Preventive actions and medical screening of FGM and their potential medical complications in general practice
Dépistage et prévention des mutilations génitales féminines et de leurs complications en médecine générale
This doctoral thesis in general medicine is based upon both a quantitative and qualitative survey carried out in 2007 in different districts of Paris with a large Sub-Saharan migrant population. The authors sent a questionnaire on prevention, screening, examination, diagnosis and abuse-reporting practices to 477 physicians. 152 answered, providing a valuable empirical material to evaluate the attitude of physicians facing cases of FGM.
Year of data collection
152 general practitioners and their respective patients, in eastern districts of Paris with large populations originating from countries at risk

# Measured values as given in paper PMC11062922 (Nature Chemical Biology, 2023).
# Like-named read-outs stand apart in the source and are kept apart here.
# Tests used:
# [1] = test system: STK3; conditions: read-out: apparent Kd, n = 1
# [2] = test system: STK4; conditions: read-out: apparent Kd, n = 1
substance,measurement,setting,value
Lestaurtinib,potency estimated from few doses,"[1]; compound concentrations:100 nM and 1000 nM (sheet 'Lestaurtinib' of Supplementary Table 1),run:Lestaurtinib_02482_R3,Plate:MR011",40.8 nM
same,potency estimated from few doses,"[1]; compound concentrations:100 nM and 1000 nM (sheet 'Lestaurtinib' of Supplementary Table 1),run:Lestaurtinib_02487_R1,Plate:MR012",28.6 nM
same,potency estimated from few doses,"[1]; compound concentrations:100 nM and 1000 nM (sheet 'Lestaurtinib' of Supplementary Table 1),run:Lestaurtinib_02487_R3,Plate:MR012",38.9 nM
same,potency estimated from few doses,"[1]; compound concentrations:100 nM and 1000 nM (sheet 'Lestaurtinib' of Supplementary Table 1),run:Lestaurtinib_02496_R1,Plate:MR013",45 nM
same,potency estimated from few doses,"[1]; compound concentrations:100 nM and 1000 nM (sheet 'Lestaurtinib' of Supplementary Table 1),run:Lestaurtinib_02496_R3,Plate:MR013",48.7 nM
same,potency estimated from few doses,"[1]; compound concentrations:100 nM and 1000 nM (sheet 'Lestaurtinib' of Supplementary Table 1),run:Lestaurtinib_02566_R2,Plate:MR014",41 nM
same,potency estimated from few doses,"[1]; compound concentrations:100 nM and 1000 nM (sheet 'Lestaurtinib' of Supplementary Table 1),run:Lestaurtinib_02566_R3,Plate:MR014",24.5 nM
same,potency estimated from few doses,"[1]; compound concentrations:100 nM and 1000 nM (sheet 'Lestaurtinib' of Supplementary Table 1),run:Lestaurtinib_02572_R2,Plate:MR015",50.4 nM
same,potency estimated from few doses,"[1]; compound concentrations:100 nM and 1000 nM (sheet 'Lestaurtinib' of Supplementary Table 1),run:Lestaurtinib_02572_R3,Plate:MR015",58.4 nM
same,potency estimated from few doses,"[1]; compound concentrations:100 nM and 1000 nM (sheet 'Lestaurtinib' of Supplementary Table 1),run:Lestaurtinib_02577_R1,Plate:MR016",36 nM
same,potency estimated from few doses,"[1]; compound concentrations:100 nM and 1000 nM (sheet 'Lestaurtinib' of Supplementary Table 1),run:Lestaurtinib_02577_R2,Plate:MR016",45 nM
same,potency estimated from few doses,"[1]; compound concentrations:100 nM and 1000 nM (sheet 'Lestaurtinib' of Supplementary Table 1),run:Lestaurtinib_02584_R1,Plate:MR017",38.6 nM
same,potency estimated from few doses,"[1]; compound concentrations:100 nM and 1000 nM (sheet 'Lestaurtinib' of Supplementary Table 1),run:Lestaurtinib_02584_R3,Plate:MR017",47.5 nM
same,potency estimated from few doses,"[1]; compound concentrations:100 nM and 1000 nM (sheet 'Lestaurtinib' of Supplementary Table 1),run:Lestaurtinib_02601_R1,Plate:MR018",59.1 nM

Prevalence data on FGM
The thesis shows that 63% of female physicians and 37% of their male colleagues already noticed FGM among their patients.
Although no disaggregated data is made available for mutilated patients, the study provides valuable data as regards preventive and screening practices by physicians, which are disaggregated by sex: 90% know in which countries FGM are performed. 49% of them know how to distinguish between the different types of FGM and barely 13% did receive a specific training on this issue. Nearly 50% of male physicians acknowledge that they do not know how to diagnose an FGM, whereas only 31% of their female colleagues do. Over 54% of female physicians and 71% of male physicians do not systematically try to establish whether their patient suffered FGM or their complications. Only 29% of physicians do systematically examine genitals of underaged girls to diagnose cases of FGM.
Limitations of study
Limited study population (152 physicians of both sexes)
Gynécologie sans frontières, http://www.gynsf.org